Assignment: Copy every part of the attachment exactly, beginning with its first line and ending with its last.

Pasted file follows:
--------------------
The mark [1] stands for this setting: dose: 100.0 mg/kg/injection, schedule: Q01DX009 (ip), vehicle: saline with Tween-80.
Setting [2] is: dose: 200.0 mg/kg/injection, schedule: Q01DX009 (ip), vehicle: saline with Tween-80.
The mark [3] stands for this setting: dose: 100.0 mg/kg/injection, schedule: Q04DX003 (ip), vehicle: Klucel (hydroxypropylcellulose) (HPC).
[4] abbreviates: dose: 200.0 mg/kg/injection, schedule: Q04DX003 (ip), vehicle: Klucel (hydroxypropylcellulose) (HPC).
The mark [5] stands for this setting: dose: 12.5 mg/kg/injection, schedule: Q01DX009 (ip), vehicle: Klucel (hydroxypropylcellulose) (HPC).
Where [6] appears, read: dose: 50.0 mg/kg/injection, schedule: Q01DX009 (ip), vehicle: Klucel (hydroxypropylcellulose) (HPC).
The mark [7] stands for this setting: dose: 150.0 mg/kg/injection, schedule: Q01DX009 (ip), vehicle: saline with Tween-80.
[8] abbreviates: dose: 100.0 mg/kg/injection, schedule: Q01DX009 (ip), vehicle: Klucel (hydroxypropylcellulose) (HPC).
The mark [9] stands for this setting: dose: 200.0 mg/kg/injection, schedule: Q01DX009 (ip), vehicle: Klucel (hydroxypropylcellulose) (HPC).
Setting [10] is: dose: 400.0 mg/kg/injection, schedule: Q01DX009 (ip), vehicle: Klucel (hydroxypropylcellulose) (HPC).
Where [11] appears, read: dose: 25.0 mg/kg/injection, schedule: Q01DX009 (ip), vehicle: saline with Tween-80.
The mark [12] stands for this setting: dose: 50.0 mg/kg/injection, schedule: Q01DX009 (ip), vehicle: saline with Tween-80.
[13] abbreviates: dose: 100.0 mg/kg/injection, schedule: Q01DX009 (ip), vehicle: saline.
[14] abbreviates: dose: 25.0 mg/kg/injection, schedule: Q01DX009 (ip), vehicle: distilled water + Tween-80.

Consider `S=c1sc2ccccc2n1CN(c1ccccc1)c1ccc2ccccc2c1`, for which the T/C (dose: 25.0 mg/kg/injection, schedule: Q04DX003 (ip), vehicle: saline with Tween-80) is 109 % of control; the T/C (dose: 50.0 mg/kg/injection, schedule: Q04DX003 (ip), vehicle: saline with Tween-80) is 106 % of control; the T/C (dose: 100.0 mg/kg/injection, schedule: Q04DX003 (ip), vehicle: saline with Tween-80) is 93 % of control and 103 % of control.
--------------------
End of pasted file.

The mark [1] stands for this setting: dose: 100.0 mg/kg/injection, schedule: Q01DX009 (ip), vehicle: saline with Tween-80.
Setting [2] is: dose: 200.0 mg/kg/injection, schedule: Q01DX009 (ip), vehicle: saline with Tween-80.
The mark [3] stands for this setting: dose: 100.0 mg/kg/injection, schedule: Q04DX003 (ip), vehicle: Klucel (hydroxypropylcellulose) (HPC).
[4] abbreviates: dose: 200.0 mg/kg/injection, schedule: Q04DX003 (ip), vehicle: Klucel (hydroxypropylcellulose) (HPC).
The mark [5] stands for this setting: dose: 12.5 mg/kg/injection, schedule: Q01DX009 (ip), vehicle: Klucel (hydroxypropylcellulose) (HPC).
Where [6] appears, read: dose: 50.0 mg/kg/injection, schedule: Q01DX009 (ip), vehicle: Klucel (hydroxypropylcellulose) (HPC).
The mark [7] stands for this setting: dose: 150.0 mg/kg/injection, schedule: Q01DX009 (ip), vehicle: saline with Tween-80.
[8] abbreviates: dose: 100.0 mg/kg/injection, schedule: Q01DX009 (ip), vehicle: Klucel (hydroxypropylcellulose) (HPC).
The mark [9] stands for this setting: dose: 200.0 mg/kg/injection, schedule: Q01DX009 (ip), vehicle: Klucel (hydroxypropylcellulose) (HPC).
Setting [10] is: dose: 400.0 mg/kg/injection, schedule: Q01DX009 (ip), vehicle: Klucel (hydroxypropylcellulose) (HPC).
Where [11] appears, read: dose: 25.0 mg/kg/injection, schedule: Q01DX009 (ip), vehicle: saline with Tween-80.
The mark [12] stands for this setting: dose: 50.0 mg/kg/injection, schedule: Q01DX009 (ip), vehicle: saline with Tween-80.
[13] abbreviates: dose: 100.0 mg/kg/injection, schedule: Q01DX009 (ip), vehicle: saline.
[14] abbreviates: dose: 25.0 mg/kg/injection, schedule: Q01DX009 (ip), vehicle: distilled water + Tween-80.

Consider `S=c1sc2ccccc2n1CN(c1ccccc1)c1ccc2ccccc2c1`, for which the T/C (dose: 25.0 mg/kg/injection, schedule: Q04DX003 (ip), vehicle: saline with Tween-80) is 109 % of control; the T/C (dose: 50.0 mg/kg/injection, schedule: Q04DX003 (ip), vehicle: saline with Tween-80) is 106 % of control; the T/C (dose: 100.0 mg/kg/injection, schedule: Q04DX003 (ip), vehicle: saline with Tween-80) is 93 % of control and 103 % of control.